The Scandinavian small-for-gestational age (SGA) pregnancy and birth cohort – A source to continual insight into fetal growth restriction and long term physical and neurodevelopmental health in mother and offspring
Peer reviewed, Journal article
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Original versionNorsk Epidemiologi. 2016, 26 (1-2), 145-154. 10.5324/nje.v26i1-2.2027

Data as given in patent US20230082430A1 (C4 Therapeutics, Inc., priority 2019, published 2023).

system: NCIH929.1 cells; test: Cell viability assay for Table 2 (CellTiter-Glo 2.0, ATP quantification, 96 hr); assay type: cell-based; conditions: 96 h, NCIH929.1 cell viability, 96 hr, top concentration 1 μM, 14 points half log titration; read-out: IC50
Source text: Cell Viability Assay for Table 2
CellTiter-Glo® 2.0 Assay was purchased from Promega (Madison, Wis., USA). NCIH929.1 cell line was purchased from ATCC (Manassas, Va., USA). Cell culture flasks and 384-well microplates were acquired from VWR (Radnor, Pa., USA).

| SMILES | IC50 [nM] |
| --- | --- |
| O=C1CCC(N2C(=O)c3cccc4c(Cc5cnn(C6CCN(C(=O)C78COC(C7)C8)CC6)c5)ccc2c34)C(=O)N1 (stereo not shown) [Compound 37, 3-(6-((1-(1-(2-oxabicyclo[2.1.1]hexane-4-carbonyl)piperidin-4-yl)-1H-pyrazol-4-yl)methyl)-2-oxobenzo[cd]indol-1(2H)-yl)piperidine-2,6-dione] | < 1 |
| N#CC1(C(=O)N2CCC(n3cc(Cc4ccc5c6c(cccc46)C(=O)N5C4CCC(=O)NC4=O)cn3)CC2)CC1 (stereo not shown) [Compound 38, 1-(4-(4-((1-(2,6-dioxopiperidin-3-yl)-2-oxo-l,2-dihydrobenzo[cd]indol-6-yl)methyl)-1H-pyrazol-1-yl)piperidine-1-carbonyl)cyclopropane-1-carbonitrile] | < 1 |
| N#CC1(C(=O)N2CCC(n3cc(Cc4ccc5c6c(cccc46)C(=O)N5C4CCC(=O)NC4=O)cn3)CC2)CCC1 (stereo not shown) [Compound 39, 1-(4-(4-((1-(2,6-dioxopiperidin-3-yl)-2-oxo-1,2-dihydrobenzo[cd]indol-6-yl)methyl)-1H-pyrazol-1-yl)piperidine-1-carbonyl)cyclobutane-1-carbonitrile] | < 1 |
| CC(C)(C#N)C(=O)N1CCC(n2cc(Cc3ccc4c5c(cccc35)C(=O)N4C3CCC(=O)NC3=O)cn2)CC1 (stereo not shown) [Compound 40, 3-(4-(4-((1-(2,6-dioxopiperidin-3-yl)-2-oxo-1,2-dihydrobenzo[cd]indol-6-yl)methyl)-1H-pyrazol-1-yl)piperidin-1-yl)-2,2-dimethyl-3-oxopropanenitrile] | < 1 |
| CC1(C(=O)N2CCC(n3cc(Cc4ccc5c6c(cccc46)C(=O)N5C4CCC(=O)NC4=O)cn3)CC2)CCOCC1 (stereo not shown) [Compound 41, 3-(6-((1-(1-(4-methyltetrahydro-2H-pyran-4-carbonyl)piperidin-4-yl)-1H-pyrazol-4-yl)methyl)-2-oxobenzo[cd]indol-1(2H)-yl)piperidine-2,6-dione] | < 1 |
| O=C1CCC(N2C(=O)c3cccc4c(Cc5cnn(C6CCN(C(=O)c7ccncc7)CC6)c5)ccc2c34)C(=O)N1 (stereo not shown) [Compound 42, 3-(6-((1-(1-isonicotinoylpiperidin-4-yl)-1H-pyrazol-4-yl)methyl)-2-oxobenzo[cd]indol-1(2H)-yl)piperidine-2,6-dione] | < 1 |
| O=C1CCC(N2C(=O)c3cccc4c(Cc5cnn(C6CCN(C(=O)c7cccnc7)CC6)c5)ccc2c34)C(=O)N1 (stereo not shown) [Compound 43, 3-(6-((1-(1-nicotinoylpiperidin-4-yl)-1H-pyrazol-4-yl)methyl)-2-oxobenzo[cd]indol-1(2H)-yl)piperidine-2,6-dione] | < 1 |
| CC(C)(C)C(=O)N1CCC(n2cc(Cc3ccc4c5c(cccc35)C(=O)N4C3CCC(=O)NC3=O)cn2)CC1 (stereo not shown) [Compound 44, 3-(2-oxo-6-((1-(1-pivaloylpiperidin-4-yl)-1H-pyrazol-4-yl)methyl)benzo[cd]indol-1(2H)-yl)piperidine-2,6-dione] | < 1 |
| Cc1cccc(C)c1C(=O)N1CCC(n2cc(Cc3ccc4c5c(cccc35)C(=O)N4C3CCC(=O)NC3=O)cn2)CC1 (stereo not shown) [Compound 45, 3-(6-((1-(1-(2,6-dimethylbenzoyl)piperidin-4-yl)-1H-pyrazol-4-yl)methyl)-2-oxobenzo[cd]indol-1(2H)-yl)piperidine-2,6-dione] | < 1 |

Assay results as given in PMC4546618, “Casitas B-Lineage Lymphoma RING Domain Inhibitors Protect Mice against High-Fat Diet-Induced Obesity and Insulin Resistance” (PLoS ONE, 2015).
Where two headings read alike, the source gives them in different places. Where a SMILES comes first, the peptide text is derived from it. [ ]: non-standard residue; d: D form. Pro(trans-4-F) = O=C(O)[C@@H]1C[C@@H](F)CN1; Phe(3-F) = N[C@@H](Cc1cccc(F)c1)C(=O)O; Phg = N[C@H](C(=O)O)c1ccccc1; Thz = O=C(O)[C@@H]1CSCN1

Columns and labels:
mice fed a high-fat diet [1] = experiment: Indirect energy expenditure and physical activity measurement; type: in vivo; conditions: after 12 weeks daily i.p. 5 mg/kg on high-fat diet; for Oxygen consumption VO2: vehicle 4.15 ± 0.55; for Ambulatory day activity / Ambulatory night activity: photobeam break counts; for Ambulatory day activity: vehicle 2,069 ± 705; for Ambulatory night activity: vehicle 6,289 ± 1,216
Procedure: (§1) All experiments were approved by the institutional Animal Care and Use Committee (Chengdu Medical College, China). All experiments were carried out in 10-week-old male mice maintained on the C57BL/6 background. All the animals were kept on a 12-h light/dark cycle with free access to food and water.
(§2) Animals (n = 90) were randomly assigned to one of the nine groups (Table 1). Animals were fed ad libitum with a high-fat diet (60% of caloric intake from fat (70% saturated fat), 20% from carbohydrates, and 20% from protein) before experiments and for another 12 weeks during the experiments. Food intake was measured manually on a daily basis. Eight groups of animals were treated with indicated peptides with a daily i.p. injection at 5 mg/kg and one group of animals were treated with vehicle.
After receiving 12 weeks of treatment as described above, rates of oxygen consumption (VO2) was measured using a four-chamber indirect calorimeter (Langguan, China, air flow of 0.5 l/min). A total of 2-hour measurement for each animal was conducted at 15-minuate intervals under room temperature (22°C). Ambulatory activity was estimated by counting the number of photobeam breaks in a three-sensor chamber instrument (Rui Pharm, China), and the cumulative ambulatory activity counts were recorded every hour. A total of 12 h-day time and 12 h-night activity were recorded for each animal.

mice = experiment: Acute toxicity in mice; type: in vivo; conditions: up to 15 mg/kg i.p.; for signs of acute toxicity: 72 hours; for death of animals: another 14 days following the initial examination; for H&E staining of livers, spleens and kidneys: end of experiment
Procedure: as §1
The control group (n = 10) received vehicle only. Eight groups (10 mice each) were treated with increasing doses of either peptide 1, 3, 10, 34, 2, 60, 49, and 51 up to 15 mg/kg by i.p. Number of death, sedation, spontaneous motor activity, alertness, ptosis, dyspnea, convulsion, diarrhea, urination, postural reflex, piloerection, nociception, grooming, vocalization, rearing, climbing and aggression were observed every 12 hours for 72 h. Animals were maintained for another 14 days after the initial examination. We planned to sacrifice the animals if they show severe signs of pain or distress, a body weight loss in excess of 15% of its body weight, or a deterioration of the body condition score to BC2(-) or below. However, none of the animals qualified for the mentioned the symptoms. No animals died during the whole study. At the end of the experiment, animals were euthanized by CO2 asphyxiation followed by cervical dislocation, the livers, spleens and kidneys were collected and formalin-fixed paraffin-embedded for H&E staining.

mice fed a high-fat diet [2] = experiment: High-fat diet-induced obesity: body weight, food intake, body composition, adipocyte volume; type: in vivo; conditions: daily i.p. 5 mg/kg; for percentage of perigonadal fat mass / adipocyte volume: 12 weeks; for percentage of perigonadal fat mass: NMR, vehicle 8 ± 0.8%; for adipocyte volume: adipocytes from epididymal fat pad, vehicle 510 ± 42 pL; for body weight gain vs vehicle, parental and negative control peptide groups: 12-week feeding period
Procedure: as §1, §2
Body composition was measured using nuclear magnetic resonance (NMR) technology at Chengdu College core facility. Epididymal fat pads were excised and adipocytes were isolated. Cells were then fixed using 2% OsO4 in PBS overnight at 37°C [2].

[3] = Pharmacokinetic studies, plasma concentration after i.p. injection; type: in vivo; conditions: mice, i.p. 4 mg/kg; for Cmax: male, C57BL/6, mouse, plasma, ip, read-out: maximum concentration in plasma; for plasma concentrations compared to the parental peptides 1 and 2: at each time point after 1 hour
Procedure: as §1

Human in utero growth restriction (IUGR) is associated with an increased risk for perinatal mortality and morbidity among newborns and infants. To pursue this challenge, a Request For Proposals (RFP) was issued in 1983 by The U.S. Epidemiology and Biometry Research Program at the National Institute of Child Health and Human Development (NICHD). A consortium was set up at the universities and university hospitals in Trondheim, Bergen (Norway) and Uppsala (Sweden) and was funded by the NICHD to conduct the Scandinavian Successive Small-for-Gestational Age (SGA) pregnancy and birth outcome study. The study design included a comprehensive biobank with maternal and cord serum samples, placental tissue, and a multitude of data collected from interviews, questionnaires, and clinical examinations. The SGA cohort study involved 6,354 Caucasian pregnant women in the three study sites who expected their second or third child from 1986-88. The study women were screened in early second trimester and mothers who had an increased risk to deliver a smaller than expected newborn were followed in detail through the second half of pregnancy and at birth. Selected children were screened several times through their first and up to five years of age. Moreover, a highly selected subgroup in Trondheim has been followed at 14, 19, and 26 years’ age. Almost thirty years later, we have searched the body of scientific publications that originated from this cohort study in an attempt to assess if and to what extent the main aims and objectives were achieved and to summarize the overall outcomes. The SGA cohort has resulted in close to 100 published papers in peer reviewed journals and some 40 graduate and undergraduate degrees. Risk factors of SGA, like maternal smoking, low prepregnancy weight and education attainment, and a previous SGA birth outcome were confirmed. Conversely, no totally new and unknown risk factors were identified. Serial ultrasound measures have enabled a distinction between SGA with restricted and normal intrauterine growth, and has further indicated that being born SGA is mainly a problem in combination with IUGR. Further, the consequences of IUGR are more pronounced at adolescence and young adulthood than at five years of age. An increased understanding of the pathogenesis of different categories of growth restriction is essential to recognize and diagnose IUGR properly, and to reduce the perinatal mortality and morbidity from SGA. Moreover, SGA is a significant predictor at follow-up of the child. An up to date biobank has ensured the quality of data and biological samples, and has been crucial for the outcome of the entire SGA study. It continues to be a valuable resource in future research.